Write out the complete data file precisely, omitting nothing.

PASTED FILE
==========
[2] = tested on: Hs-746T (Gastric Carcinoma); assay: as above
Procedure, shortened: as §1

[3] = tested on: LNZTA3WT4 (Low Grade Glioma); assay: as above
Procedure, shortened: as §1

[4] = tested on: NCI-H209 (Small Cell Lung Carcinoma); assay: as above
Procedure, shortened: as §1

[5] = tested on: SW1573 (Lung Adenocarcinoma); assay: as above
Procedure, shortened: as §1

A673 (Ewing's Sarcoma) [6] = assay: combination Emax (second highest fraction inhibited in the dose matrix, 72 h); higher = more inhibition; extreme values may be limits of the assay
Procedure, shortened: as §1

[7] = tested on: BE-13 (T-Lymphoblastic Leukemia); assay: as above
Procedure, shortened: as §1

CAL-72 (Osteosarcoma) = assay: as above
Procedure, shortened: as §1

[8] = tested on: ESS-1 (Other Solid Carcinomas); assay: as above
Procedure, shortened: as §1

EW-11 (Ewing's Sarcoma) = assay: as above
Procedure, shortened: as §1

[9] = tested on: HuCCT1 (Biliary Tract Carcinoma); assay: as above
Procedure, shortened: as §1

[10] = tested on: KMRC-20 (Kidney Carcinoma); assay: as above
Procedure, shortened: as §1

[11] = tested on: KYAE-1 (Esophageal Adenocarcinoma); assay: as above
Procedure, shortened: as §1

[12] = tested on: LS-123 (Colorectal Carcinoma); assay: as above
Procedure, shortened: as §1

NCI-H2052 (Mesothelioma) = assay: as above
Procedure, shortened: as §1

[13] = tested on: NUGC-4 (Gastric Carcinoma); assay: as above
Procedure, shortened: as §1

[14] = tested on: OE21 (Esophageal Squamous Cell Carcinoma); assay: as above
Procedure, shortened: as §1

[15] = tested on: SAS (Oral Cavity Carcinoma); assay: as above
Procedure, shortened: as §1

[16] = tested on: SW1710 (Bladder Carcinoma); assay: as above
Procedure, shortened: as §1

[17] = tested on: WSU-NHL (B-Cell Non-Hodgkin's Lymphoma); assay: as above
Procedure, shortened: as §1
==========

[2] = tested on: Hs-746T (Gastric Carcinoma); assay: as above
Procedure, shortened: as §1

[3] = tested on: LNZTA3WT4 (Low Grade Glioma); assay: as above
Procedure, shortened: as §1

[4] = tested on: NCI-H209 (Small Cell Lung Carcinoma); assay: as above
Procedure, shortened: as §1

[5] = tested on: SW1573 (Lung Adenocarcinoma); assay: as above
Procedure, shortened: as §1

A673 (Ewing's Sarcoma) [6] = assay: combination Emax (second highest fraction inhibited in the dose matrix, 72 h); higher = more inhibition; extreme values may be limits of the assay
Procedure, shortened: as §1

[7] = tested on: BE-13 (T-Lymphoblastic Leukemia); assay: as above
Procedure, shortened: as §1

CAL-72 (Osteosarcoma) = assay: as above
Procedure, shortened: as §1

[8] = tested on: ESS-1 (Other Solid Carcinomas); assay: as above
Procedure, shortened: as §1

EW-11 (Ewing's Sarcoma) = assay: as above
Procedure, shortened: as §1

[9] = tested on: HuCCT1 (Biliary Tract Carcinoma); assay: as above
Procedure, shortened: as §1

[10] = tested on: KMRC-20 (Kidney Carcinoma); assay: as above
Procedure, shortened: as §1

[11] = tested on: KYAE-1 (Esophageal Adenocarcinoma); assay: as above
Procedure, shortened: as §1

[12] = tested on: LS-123 (Colorectal Carcinoma); assay: as above
Procedure, shortened: as §1

NCI-H2052 (Mesothelioma) = assay: as above
Procedure, shortened: as §1

[13] = tested on: NUGC-4 (Gastric Carcinoma); assay: as above
Procedure, shortened: as §1

[14] = tested on: OE21 (Esophageal Squamous Cell Carcinoma); assay: as above
Procedure, shortened: as §1

[15] = tested on: SAS (Oral Cavity Carcinoma); assay: as above
Procedure, shortened: as §1

[16] = tested on: SW1710 (Bladder Carcinoma); assay: as above
Procedure, shortened: as §1

[17] = tested on: WSU-NHL (B-Cell Non-Hodgkin's Lymphoma); assay: as above
Procedure, shortened: as §1